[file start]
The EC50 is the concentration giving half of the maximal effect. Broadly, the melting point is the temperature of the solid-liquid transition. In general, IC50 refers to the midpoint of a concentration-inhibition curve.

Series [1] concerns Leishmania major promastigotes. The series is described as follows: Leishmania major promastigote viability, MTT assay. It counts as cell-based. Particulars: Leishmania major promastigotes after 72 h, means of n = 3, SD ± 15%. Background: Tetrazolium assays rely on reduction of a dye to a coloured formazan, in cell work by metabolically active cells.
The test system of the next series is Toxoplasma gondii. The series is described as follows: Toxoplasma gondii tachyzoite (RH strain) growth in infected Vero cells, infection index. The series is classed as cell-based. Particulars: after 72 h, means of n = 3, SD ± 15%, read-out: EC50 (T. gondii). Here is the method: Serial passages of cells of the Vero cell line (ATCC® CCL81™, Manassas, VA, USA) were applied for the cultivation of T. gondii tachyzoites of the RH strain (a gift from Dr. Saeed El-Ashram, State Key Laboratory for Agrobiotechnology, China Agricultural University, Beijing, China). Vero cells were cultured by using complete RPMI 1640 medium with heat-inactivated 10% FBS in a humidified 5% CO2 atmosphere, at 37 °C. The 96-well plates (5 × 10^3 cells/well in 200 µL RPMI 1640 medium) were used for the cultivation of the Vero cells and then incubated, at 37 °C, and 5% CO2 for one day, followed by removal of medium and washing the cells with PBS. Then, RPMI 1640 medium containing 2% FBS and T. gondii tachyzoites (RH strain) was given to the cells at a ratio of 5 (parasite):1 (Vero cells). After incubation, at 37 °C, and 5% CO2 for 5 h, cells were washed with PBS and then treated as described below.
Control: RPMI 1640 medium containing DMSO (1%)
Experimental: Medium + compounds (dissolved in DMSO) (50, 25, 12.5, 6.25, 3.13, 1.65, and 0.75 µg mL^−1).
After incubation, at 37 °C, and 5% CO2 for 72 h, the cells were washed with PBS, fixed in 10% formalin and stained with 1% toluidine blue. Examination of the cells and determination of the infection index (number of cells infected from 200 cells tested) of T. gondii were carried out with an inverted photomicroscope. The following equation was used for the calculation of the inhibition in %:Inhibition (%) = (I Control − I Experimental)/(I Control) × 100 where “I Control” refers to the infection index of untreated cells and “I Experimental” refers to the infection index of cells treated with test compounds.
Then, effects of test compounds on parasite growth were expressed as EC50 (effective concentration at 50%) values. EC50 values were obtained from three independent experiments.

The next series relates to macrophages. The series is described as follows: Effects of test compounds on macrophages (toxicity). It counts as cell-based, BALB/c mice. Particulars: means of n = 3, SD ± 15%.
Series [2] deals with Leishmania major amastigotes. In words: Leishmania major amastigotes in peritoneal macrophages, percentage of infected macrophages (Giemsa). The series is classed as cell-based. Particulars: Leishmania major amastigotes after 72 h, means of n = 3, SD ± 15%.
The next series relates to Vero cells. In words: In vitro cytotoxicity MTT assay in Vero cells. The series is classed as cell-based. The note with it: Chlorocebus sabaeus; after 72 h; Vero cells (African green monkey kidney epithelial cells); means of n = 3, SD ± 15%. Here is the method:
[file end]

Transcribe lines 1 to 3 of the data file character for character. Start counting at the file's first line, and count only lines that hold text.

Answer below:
The EC50 is the concentration giving half of the maximal effect. Broadly, the melting point is the temperature of the solid-liquid transition. In general, IC50 refers to the midpoint of a concentration-inhibition curve.

Series [1] concerns Leishmania major promastigotes. The series is described as follows: Leishmania major promastigote viability, MTT assay. It counts as cell-based. Particulars: Leishmania major promastigotes after 72 h, means of n = 3, SD ± 15%. Background: Tetrazolium assays rely on reduction of a dye to a coloured formazan, in cell work by metabolically active cells.
The test system of the next series is Toxoplasma gondii. The series is described as follows: Toxoplasma gondii tachyzoite (RH strain) growth in infected Vero cells, infection index. The series is classed as cell-based. Particulars: after 72 h, means of n = 3, SD ± 15%, read-out: EC50 (T. gondii). Here is the method: Serial passages of cells of the Vero cell line (ATCC® CCL81™, Manassas, VA, USA) were applied for the cultivation of T. gondii tachyzoites of the RH strain (a gift from Dr. Saeed El-Ashram, State Key Laboratory for Agrobiotechnology, China Agricultural University, Beijing, China). Vero cells were cultured by using complete RPMI 1640 medium with heat-inactivated 10% FBS in a humidified 5% CO2 atmosphere, at 37 °C. The 96-well plates (5 × 10^3 cells/well in 200 µL RPMI 1640 medium) were used for the cultivation of the Vero cells and then incubated, at 37 °C, and 5% CO2 for one day, followed by removal of medium and washing the cells with PBS. Then, RPMI 1640 medium containing 2% FBS and T. gondii tachyzoites (RH strain) was given to the cells at a ratio of 5 (parasite):1 (Vero cells). After incubation, at 37 °C, and 5% CO2 for 5 h, cells were washed with PBS and then treated as described below.